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Picks :
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Picks is a monthly sampling of Japan's art scene, offering commentary by a variety of reviewers about exhibitions at museums and galleries in recent weeks, with an emphasis on contemporary art by young artists.

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The Japanese House: Architecture and Life after 1945
19 July - 29 October 2017
The National Museum of Modern Art, Tokyo
(Tokyo)
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With over 400 models, plans, photos, videos and other materials, this ambitious show introduces 75 houses designed by 56 Japanese architect offices since the end of World War II. Detached dwellings proliferated in Japan after the war, spurring many prominent architects to apply their talents to private residences. Their works can be viewed as a rebuttal to the standardized houses of commercial homebuilders that have come to define the Japanese cityscape.

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Art Camp Tango 2017: listening, seeing, being there
9 - 24 September 2017
Former Go Elementary School and other venues
(Kyoto)
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Art Camp Tango is a group of local artists and volunteers living in the city of Kyotango in northern Kyoto Prefecture on the Tango Peninsula, facing the Sea of Japan. Since 2014 it has held events that focus on artistic expression "through or related to sound," spanning the genres of contemporary art, music, sound art, and dance. This month's festival brings together artists from Japan and abroad in a promising effort to engage the region in sustained dialogue with the world at large.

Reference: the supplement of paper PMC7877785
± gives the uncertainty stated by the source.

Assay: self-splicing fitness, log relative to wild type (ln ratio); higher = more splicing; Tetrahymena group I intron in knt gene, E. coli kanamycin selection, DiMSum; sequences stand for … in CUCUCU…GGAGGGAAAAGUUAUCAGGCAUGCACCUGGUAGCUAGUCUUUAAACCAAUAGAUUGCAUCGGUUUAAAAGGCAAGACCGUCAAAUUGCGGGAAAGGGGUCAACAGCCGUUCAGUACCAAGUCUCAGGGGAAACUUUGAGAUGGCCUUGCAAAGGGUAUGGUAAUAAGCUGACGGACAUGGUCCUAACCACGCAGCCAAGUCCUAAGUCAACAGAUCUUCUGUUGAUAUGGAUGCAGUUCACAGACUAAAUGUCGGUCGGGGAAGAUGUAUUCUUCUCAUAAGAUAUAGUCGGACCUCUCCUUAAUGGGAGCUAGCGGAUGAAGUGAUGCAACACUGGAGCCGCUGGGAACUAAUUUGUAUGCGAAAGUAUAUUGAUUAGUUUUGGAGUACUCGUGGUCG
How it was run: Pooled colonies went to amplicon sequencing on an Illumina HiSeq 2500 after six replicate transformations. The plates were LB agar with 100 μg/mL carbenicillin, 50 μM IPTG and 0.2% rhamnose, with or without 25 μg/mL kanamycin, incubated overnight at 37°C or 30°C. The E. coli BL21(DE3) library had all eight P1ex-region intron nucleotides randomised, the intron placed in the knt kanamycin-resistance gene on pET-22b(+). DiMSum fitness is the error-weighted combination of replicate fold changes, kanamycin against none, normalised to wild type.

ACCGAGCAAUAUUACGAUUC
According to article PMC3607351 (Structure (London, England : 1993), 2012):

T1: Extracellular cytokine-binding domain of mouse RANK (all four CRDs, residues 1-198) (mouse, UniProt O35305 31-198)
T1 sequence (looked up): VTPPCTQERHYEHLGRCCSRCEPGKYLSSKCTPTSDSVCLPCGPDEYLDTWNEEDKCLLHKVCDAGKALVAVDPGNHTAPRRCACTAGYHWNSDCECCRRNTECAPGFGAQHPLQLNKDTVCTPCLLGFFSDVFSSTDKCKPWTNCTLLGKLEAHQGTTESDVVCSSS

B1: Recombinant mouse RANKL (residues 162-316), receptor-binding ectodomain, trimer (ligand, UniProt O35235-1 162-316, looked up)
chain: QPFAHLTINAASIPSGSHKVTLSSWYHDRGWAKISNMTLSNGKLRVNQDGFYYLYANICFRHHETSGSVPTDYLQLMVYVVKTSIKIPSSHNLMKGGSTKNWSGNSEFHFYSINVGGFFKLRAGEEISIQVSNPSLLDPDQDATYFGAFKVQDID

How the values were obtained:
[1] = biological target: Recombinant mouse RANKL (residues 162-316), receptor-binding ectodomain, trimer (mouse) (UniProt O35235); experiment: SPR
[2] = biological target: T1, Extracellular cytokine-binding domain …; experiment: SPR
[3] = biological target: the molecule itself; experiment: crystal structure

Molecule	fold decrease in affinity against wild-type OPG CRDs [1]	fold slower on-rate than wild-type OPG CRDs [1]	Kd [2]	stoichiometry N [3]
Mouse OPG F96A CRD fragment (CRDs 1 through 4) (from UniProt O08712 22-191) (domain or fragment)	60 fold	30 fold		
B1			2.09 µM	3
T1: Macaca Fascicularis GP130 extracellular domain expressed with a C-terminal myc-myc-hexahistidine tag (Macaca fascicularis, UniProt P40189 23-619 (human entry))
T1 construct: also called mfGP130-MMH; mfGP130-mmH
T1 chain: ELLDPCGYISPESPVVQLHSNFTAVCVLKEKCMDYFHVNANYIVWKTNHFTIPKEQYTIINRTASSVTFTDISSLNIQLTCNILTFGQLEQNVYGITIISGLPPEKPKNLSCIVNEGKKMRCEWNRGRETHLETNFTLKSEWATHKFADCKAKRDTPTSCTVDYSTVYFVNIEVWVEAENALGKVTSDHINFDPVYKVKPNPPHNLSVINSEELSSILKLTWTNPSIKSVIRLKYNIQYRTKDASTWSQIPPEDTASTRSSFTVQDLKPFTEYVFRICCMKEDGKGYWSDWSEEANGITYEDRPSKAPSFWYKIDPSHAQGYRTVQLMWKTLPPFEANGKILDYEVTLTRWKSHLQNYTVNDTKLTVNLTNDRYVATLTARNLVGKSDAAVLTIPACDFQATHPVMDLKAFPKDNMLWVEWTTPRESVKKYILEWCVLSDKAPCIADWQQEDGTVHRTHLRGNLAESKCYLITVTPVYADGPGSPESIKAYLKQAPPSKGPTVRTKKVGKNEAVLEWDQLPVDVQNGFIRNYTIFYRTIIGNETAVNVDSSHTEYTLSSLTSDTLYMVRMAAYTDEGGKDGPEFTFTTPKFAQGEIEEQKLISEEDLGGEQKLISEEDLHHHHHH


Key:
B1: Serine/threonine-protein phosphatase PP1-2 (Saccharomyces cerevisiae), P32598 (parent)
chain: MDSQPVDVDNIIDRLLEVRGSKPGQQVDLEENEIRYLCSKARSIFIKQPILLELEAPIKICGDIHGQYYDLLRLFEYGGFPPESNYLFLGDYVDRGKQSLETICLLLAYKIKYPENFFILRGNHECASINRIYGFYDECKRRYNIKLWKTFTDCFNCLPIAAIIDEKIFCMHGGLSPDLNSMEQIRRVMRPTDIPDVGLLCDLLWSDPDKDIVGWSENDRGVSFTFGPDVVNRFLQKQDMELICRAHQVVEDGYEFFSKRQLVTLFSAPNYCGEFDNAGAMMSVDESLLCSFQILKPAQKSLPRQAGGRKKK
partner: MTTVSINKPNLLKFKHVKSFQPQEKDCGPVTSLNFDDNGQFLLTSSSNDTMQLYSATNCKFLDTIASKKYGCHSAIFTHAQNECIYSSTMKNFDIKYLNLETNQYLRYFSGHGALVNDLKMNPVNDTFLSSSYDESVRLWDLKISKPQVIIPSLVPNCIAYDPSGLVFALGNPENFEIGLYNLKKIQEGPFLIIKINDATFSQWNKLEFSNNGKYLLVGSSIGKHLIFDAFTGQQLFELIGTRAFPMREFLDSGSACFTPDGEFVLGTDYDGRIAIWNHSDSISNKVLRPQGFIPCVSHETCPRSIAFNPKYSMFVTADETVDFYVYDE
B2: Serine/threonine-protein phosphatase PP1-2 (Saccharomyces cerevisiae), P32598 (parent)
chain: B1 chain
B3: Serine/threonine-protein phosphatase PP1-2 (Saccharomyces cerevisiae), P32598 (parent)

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Culture City of East Asia 2017 Kyoto: Asia Corridor Contemporary Art Exhibition

19 August - 15 October 2017

Nijo Castle, Kyoto Art Center
(Kyoto)
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"Culture City of East Asia" is an annual event held concurrently in three government-designated cities in Japan, China and South Korea. This year Kyoto gets the nod along with Changsha and Daegu. Artistic director Akira Tatehata has invited 25 artists and art groups to participate, including such luminaries as Yayoi Kusama, Miwa Yanagi, and Kodai Nakahara. The Kyoto program offers unparalleled opportunities to enjoy contemporary art in a 400-year-old World Heritage Site (Nijo Castle) and an atmospheric former elementary school.
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Imagining the Afterlife -- Hells and Paradise Envisioned by the Buddhist Prelate Genshin

15 July - 3 September 2017

Nara National Museum
(Nara)

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A "Millenial Memorial Exhibition" commemorating the death of the Heian-period Buddhist monk Eshin Sozu Genshin (942-1017), a major purveyor of the Pure Land faith in the Buddha Amida. He may be best known for his vivid paintings of the paradise that awaited the faithful as well as the hells that awaited everyone else. Even today, Genshin's seminal imagery pervades Japanese Buddhist visions of the afterlife.
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ARAKI Nobuyoshi: Photo-Crazy A
8 July - 3 September 2017
Tokyo Opera City Art Gallery
(Tokyo)
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Though the veteran photographer with the no-holds-barred reputation is still alive and kicking, his 21st century output has sometimes suggested that exhaustion set in after his mind-boggling pace in the 1980s and 1990s. This show happily belies that impression. Besides a daunting number of new works, we are treated to recently unearthed gems like a handmade photo book from 1964, when he was working for the Dentsu ad agency. One looks forward to further excavations.